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R.I.W. v. K.D.F.

Superior Court of New Jersey, Appellate Division

May 23, 2013

R.I.W., Plaintiff,
v.
K.D.F., Defendant. K.D.F., Plaintiff-Respondent,
v.
R.I.W., Defendant-Appellant.

NOT FOR PUBLICATION WITHOUT THE APPROVAL OF THE APPELLATE DIVISION

Submitted May 6, 2013.

On appeal from the Superior Court of New Jersey, Chancery Division, Family Part, Hudson County, Docket Nos. FV-09-1980-12B and FV-09-1981-12B.[1]

Kim & Bae, P.C., attorneys for appellant in FV-09-1980-12B (Wanda Molina, of counsel and on the brief).

Respondent in FV-09-1980-12B has not filed a brief.

Before Judges Sabatino and Maven.

PER CURIAM.

This appeal arises out of cross-complaints for restraints sought in the Family Part under the Prevention of Domestic Violence Act ("PDVA"), N.J.S.A. 2C:25-17 to -25, by two adult female roommates, K.D.F. and R.I.W. On February 9, 2012, the parties had an argument at their apartment. The argument was the culmination of a long-standing disagreement over replacing another roommate, K.D.F.'s sister, and also about R.I.W.'s boyfriend, who was also living in the apartment.

The argument started with name-calling and escalated into a physical altercation with each pulling the other's hair and K.D.F. striking R.I.W. The hair-pulling was observed by R.I.W.'s boyfriend. At some point, R.I.W.'s nose began bleeding. Police were called and K.D.F. was arrested.

After the altercation, R.I.W. obtained a temporary restraining order ("TRO") against K.D.F., from a Family Part judge, and gained exclusive possession of the apartment. Approximately two days later, K.D.F. likewise obtained a TRO against R.I.W. from a different Family Part judge. The second judge modified the prior TRO to switch possession of the apartment to K.D.F. because K.D.F. had lived there first.

On March 1, 2012, both parties appeared, pro se, before the Family Part at a joint trial on their competing complaints. The court heard testimony from both parties, R.I.W.'s boyfriend (whom R.I.W. called as a witness), and an upstairs neighbor (whom K.D.F. called). After considering the proofs, the trial judge concluded that both parties had committed an assault upon one another. The judge entered a final restraining order against each of them. R.I.W. moved out of the apartment at the court's direction.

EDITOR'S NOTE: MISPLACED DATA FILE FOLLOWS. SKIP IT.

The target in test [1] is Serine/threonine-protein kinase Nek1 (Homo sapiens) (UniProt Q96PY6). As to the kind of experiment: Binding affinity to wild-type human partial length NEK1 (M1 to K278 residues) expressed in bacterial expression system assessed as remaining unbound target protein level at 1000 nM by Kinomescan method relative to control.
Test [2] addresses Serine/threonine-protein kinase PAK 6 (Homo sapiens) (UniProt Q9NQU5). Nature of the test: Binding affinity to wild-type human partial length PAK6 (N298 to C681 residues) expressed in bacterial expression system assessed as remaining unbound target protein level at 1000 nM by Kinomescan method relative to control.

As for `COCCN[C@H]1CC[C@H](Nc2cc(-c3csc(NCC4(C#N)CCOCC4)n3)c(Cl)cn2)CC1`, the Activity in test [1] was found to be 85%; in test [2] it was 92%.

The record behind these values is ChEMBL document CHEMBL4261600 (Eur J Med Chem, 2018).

Now represented by counsel on appeal, R.I.W. raises a variety of arguments in an effort to set aside the FRO against her. R.I.W.'s brief asserts that she is a registered nurse, and she is concerned that the outstanding FRO will have an adverse impact upon her nursing license and employment. K.D.F. has not filed her own appeal, nor has she filed an opposing brief.

In particular, R.I.W. argues that (1) the trial court committed reversible error by not warning her before the trial about the serious consequences of a restraining order under the PDVA; (2) the court erred in failing to advise her that she could retain counsel; (3) the court should not have granted possession of the apartment to K.D.F.; (4) the court should have allowed her to amend her complaint and amplify her testimony to include other alleged prior acts of domestic violence by K.D.F.; and (5) the evidence was insufficient to support the issuance of the FRO against R.I.W. Upon careful consideration of these arguments, we affirm.

To obtain an FRO under the PDVA, a complainant must establish two key elements by a preponderance of the evidence. First, a complainant must prove that defendant committed one of the predicate offenses, as enumerated in N.J.S.A. 2C:25-19(a). Here, the predicate offense established against both parties is assault, N.J.S.A. 2C:12-1, which is one of the enumerated offenses under N.J.S.A. 2C:25-19(a). Second, if a predicate offense is proven, the complainant must also show that a restraining order is necessary for her protection. Silver v. Silver, 387 N.J.Super. 112, ...


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